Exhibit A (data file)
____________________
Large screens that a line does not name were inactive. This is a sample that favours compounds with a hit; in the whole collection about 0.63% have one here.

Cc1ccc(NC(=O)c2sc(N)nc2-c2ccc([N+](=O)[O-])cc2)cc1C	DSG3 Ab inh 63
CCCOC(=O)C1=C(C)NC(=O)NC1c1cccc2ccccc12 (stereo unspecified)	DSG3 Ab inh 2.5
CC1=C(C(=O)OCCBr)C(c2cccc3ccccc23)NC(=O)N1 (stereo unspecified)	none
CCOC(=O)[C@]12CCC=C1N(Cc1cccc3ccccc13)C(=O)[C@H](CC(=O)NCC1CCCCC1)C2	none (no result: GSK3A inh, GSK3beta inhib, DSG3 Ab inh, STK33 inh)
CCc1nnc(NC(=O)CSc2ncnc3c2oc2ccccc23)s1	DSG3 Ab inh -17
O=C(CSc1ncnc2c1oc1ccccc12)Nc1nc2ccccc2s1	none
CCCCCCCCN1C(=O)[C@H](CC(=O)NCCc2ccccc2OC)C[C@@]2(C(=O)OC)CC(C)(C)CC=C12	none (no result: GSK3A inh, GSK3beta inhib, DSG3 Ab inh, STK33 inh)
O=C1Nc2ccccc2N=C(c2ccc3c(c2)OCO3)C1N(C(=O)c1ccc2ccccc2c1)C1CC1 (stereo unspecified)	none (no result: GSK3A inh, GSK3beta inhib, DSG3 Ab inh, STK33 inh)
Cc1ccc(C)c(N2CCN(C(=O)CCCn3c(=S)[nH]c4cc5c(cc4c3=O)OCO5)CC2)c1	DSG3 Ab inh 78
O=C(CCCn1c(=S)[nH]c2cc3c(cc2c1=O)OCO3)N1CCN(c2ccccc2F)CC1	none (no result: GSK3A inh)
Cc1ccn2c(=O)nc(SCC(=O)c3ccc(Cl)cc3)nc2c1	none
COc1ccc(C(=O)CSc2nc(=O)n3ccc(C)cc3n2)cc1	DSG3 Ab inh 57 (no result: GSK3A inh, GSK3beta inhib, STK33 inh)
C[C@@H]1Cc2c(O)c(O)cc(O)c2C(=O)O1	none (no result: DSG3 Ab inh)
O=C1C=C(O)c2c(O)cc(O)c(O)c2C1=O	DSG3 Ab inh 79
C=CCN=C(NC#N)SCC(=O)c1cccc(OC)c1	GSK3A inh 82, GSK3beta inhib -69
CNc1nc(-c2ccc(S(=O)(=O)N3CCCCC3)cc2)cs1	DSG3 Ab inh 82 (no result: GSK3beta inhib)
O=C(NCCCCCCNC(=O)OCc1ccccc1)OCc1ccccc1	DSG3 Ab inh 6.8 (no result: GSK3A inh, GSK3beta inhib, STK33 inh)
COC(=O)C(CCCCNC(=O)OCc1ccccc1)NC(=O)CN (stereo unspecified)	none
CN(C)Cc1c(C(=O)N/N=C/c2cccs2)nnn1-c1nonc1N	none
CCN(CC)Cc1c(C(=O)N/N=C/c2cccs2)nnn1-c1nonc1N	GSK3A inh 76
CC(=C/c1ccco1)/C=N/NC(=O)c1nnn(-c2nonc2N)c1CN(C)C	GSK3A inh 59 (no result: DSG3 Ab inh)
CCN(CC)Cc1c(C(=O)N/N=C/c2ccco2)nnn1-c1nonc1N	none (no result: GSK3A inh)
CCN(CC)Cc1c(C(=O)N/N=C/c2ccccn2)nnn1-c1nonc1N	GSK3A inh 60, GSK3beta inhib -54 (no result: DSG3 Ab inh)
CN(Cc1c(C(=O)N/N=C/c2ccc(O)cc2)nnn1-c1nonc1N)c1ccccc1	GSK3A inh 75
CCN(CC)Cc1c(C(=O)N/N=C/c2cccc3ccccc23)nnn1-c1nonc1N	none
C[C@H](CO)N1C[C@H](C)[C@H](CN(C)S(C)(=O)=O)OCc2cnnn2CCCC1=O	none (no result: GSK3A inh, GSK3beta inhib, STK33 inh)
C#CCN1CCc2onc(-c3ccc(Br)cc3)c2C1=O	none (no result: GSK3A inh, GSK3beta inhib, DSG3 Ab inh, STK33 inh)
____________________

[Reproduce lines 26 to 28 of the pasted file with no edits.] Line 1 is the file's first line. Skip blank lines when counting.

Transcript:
CCN(CC)Cc1c(C(=O)N/N=C/c2cccc3ccccc23)nnn1-c1nonc1N	none
C[C@H](CO)N1C[C@H](C)[C@H](CN(C)S(C)(=O)=O)OCc2cnnn2CCCC1=O	none (no result: GSK3A inh, GSK3beta inhib, STK33 inh)
C#CCN1CCc2onc(-c3ccc(Br)cc3)c2C1=O	none (no result: GSK3A inh, GSK3beta inhib, DSG3 Ab inh, STK33 inh)